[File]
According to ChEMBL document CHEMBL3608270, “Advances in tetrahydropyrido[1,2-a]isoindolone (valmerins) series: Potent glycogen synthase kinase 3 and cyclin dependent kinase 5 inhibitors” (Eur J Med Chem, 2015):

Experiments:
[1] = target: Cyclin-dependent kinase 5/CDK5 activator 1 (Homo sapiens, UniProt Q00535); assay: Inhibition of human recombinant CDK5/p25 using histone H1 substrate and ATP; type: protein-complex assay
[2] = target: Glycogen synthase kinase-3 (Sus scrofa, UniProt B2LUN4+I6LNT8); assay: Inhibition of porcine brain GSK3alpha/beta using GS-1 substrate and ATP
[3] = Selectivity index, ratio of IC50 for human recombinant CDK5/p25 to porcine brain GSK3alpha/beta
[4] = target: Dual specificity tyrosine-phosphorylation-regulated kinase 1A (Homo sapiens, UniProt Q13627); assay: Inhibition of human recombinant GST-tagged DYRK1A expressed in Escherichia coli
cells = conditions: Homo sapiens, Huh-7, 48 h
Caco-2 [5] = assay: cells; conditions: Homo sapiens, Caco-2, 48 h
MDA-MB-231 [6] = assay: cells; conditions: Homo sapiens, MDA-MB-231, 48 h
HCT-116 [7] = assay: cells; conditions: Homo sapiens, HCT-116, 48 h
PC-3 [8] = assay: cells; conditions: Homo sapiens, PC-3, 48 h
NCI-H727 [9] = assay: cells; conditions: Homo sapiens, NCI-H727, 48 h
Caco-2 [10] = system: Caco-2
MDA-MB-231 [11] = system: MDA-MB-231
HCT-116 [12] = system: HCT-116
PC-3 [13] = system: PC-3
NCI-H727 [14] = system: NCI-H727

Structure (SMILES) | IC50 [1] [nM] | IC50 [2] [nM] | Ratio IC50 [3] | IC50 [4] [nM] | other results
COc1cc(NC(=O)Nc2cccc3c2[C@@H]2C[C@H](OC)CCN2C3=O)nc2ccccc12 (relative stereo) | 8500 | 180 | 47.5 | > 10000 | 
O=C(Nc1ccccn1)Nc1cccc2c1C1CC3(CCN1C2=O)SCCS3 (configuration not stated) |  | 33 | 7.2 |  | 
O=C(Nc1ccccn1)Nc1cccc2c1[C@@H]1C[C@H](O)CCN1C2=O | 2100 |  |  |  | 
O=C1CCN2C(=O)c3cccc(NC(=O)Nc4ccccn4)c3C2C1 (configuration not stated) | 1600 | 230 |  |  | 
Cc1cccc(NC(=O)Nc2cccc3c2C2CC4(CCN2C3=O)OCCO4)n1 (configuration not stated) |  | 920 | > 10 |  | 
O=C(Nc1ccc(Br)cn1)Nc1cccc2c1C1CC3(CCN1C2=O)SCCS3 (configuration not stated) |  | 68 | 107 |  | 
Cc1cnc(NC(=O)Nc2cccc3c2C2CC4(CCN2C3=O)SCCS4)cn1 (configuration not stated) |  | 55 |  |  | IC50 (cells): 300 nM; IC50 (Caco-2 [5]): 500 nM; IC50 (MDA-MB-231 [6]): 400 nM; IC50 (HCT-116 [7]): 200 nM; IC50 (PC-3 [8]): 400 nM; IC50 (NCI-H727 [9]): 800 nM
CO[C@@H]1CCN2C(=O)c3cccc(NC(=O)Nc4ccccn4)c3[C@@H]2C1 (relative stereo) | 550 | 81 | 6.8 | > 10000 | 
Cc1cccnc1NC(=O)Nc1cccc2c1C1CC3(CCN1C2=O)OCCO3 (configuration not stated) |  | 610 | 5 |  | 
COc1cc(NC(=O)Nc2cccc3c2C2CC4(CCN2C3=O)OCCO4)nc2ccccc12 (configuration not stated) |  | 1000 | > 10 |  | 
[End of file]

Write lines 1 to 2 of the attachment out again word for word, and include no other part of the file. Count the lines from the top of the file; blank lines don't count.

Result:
According to ChEMBL document CHEMBL3608270, “Advances in tetrahydropyrido[1,2-a]isoindolone (valmerins) series: Potent glycogen synthase kinase 3 and cyclin dependent kinase 5 inhibitors” (Eur J Med Chem, 2015):

Experiments: